ExOfficio® BugsAway® Ziwa Convertible Pant: “Best Pants for a buggy area.”

Written by: Nicole Roller


ExOfficio® BugsAway® Ziwa Convertible Pant
Photo via orvis.com

Best pants for a buggy area. I purchased the Ziwa convertible pants for my granddaughter who is doing research in a mine in Glenallen, Alaska. The mosquitoes are fierce and she reports that the pants are effective in protecting her legs. I’m a long time fly fisher and have found the new bugsaway pants very effective in protecting my legs. The products carried by Orvis meet the needs of 3 generations of members of my family.
—Orvis Customer “tomSFF,” from St. Petersburg, FL

Ah, summer. The vegetation is in its full glory, the weather is sublime. . .and the bugs are out in force. Just call it ExOfficio clothing season. Because if you spend as much time outdoors as I do, you know that bug-spray alone just doesn’t cut it—and in fact, sometimes it’s the spray itself that’s biting you in the rear, so to speak.

Lots of anglers are aware that fish have an exceptional sense of smell, and there’s a whole fish-attractant market built around that fact. What some may not realize is that there are many scents that will actually send fish swimming away from a fly or lure—and one of the very worst offenders is DEET, the active ingredient in most deep-woods insect repellents. That’s just one of the reasons ExOfficio BugsAway® clothing uses an alternative to DEET: an insect-repelling compound called permethrin. It’s a synthetic version of a chemical that occurs naturally in chrysanthemum seeds. While permethrin is known to be toxic to fish (and cats for that matter), the process that ExOfficio’s BugsAway® clothing goes through binds the permethrin tightly to fabric fibers, so the chemical stays right where you want it.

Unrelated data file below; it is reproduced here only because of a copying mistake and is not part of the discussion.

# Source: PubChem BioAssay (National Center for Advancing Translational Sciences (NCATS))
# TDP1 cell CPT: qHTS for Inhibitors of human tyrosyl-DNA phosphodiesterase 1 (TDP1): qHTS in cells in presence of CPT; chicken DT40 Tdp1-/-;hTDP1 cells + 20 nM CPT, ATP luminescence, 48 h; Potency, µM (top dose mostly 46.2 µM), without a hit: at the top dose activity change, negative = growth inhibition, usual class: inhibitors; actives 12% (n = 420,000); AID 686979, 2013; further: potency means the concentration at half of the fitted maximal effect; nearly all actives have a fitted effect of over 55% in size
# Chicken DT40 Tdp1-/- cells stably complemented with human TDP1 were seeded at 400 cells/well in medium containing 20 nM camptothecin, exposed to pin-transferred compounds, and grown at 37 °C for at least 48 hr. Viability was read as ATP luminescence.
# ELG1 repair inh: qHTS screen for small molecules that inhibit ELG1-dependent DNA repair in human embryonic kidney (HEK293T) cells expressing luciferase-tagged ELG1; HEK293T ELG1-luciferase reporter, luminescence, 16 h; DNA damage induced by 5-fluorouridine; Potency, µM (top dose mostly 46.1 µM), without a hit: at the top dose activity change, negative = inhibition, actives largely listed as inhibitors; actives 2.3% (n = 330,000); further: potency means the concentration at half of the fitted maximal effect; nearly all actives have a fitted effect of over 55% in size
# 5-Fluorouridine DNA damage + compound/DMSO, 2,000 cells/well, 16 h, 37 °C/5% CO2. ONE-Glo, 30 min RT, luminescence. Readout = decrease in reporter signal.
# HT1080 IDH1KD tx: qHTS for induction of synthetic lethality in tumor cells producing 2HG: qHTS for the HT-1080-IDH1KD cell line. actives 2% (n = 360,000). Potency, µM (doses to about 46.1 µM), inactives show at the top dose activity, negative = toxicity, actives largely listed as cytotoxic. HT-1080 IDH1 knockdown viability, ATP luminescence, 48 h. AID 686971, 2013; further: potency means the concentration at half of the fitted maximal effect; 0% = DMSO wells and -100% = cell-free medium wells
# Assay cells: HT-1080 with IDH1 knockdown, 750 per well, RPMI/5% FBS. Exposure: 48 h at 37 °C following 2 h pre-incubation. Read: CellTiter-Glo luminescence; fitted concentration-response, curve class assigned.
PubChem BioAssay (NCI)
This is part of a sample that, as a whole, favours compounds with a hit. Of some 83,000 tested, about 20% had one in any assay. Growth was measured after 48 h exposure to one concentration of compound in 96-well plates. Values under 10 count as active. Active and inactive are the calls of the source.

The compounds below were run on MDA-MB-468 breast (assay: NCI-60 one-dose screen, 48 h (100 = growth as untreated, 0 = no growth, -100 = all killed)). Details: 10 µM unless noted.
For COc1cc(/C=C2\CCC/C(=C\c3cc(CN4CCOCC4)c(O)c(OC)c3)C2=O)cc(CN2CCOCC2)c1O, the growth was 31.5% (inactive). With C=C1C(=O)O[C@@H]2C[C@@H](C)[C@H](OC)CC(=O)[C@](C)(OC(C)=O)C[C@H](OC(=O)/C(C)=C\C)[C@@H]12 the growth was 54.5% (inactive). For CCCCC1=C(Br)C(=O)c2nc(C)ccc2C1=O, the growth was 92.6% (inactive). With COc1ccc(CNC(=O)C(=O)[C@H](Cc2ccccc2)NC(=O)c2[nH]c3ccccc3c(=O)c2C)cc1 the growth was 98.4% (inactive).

Permethrin is a highly effective insect repellent, shielding you from mosquitoes, ants, flies, chiggers, midges and ticks—in fact, while we’re on the subject, it’s actually a much better tick-repellent than DEET is. It’ll do all that, and without keeping the fish away, too.

Now, there is some question as to whether any of this matters much for fly fishermen, as opposed to spin fishers. Common wisdom says that if scent does have an impact on bite-rates in fly fishing, it’s probably only in a small minority of cases. But on those days when your fly goes untouched for hours on end, don’t you want to know that it isn’t because you inadvertently tainted it with repellent? As you stand on the water’s edge, do you really want to wonder: “Do fish think I stink?”

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